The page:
Dear Lifehacker, I've been applying for a lot of jobs recently, and I'm wondering what kind of research an employer might do on me. What do they find in background checks? Do they look online too? Sincerely, Worried Searchers
Dear WS, Employers often do quite a bit of research before hiring someone. Background checks are common in some industries, and a general search online is almost guaranteed for every job these days. Here's what you can expect employers to look for, and how you can clean up what they will find.
They Will Search for You on Google
For most jobs, the first thing any employer is going to do is a quick Google search for your name. This will likely pull up your social network profiles, such as Facebook, LinkedIn, Google+ and Twitter, as well as any other mentions of your name online. So, you want these results to look good.
We've covered how to manipulate the information that pops up about you on Google before, and it's essentially about making sure that the first results on Google are all positive. With some tweaking to your social network profiles, you can ensure that any bad news is buried pretty deep.
If a good first impression isn't really possible, you can always split your online and real-world identity, but remember that employers want to find information about you, so make sure your real identity account still has a lot going on.
So, start with a quick Google search of your name. What you see should be pretty close to what your employer will see, so if there's anything in those results that needs to get cleaned up, do so before you apply. Likewise, it's not a bad idea to spruce up your profiles with new images and recent achievements. Your social network profiles are essentially light resumes, so make sure they're in order. Otherwise, check your privacy settings so that only information you want a potential employer to see pops up.
Employers can dig a lot deeper if they want. As CNN points out, employers might come across information such as Amazon wish lists, campaign donations and plenty more if they know where to look. Chances are they're using the same tools available to you, so it's worth stalking yourself before sending off that resume if you're especially worried.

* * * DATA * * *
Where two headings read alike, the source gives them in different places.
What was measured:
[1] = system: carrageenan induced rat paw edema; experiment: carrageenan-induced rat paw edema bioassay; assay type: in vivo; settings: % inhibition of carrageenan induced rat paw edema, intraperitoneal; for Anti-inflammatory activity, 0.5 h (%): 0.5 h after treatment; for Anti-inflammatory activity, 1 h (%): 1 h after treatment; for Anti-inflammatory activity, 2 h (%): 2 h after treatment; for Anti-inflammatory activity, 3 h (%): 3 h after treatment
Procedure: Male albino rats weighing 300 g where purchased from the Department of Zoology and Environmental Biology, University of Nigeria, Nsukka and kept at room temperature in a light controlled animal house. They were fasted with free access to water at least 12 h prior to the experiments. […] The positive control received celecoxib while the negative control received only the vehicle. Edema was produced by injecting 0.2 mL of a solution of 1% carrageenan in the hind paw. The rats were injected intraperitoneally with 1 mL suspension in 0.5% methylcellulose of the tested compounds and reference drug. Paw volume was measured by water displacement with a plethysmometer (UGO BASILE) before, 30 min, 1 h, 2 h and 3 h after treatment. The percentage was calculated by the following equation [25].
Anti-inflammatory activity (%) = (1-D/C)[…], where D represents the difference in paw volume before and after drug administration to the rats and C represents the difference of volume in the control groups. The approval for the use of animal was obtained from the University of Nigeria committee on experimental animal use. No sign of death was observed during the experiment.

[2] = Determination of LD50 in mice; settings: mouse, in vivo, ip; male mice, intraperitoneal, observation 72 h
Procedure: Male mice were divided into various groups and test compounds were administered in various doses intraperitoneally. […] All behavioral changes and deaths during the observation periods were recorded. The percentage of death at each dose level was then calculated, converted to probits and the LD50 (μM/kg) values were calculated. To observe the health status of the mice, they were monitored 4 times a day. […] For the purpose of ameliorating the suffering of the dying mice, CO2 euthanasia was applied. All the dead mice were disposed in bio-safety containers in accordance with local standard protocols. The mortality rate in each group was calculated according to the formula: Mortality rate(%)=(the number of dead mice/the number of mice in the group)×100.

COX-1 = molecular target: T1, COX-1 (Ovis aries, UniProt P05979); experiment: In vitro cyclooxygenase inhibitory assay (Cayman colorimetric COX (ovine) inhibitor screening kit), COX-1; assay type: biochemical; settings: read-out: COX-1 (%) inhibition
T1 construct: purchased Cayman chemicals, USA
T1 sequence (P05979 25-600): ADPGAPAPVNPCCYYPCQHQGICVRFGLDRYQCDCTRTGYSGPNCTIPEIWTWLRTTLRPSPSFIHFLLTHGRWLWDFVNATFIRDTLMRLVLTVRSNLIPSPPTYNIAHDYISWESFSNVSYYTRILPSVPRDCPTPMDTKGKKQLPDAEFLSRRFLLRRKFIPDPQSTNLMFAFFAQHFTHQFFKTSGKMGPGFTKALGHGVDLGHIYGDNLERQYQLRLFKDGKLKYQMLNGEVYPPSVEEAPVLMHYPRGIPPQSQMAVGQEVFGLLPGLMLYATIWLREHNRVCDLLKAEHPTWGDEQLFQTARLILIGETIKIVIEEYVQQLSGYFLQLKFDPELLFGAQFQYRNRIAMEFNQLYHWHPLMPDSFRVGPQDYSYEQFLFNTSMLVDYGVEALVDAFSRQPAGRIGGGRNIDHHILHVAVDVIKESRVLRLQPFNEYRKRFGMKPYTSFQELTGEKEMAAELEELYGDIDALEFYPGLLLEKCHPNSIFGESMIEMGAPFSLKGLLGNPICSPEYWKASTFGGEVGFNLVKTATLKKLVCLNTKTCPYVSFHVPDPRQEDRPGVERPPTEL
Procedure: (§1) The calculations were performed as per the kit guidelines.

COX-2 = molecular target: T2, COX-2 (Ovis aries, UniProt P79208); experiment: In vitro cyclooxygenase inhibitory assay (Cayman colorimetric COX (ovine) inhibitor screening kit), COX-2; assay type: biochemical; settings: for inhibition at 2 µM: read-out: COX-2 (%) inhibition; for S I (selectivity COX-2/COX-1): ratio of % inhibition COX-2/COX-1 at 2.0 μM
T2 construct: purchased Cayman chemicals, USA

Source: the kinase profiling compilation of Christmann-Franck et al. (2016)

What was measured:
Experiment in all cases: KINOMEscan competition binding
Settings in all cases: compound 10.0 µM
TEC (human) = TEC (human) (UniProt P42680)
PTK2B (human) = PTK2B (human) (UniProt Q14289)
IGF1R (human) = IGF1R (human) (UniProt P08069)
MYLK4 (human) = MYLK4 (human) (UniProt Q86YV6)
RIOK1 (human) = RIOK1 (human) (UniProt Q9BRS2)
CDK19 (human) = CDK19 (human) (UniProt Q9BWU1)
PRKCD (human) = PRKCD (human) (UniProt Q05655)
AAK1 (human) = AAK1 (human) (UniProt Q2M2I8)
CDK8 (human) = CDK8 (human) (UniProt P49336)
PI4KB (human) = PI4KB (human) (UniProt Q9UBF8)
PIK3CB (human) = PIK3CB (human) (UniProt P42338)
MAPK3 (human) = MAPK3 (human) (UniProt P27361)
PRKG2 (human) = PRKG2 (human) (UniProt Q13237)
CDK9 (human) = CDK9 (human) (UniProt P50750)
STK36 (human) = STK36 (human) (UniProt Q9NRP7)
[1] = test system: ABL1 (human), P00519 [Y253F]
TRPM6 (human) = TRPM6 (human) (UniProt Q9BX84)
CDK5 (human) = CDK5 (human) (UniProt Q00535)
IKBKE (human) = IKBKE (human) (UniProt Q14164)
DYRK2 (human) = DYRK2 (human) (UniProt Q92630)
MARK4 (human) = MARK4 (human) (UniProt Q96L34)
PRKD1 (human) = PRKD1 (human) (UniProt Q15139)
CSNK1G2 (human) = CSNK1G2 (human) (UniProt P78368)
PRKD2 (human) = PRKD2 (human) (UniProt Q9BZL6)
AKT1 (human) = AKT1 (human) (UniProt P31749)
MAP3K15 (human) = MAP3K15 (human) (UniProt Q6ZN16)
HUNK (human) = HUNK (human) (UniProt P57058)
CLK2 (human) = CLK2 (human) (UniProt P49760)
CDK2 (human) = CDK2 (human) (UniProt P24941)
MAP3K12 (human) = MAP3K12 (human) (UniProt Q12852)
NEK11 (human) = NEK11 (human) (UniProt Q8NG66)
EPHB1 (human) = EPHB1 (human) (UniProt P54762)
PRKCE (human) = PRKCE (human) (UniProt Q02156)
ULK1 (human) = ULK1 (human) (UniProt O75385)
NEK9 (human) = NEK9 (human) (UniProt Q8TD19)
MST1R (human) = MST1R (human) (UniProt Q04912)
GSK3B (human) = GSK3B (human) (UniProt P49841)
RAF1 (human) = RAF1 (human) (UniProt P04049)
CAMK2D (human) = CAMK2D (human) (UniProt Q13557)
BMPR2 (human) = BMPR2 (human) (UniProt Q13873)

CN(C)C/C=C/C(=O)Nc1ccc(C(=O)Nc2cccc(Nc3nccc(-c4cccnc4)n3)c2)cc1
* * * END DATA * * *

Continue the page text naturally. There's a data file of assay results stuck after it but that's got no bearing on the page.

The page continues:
They Will Run a Background Check on You
Some employers will also do a formal background check. This is usually a service they pay for that takes a few days to complete. Your potential employer will send off information such as your name and your last few addresses and get back a list of details about you, including credit reports, criminal records, qualifications and bankruptcies. Generally, these background checks are just to check criminal history.
They Will Research Previous Salaries and Employers
Finally, your potential employer may also verify your previous salaries, employers and positions. This used to require a series of phone calls, but it's as easy as a quick look online these days. According to a recent survey from SHRM, 76 per cent of employers verify your resume data. That includes details about former employers, employment dates and job titles, so you should be honest on your resume.
As CNN points out, this is why embellishing your salary is often a bad idea. If you lie about a previous salary in hopes of getting a better one at a new job, you'll likely get caught, since it's incredibly easy to track that information down.
The fact is it's easy for employers to research you, and they're going to do it. Cleaning up your social networks is easy, but it's important to remember to keep your resume honest while you're at it.
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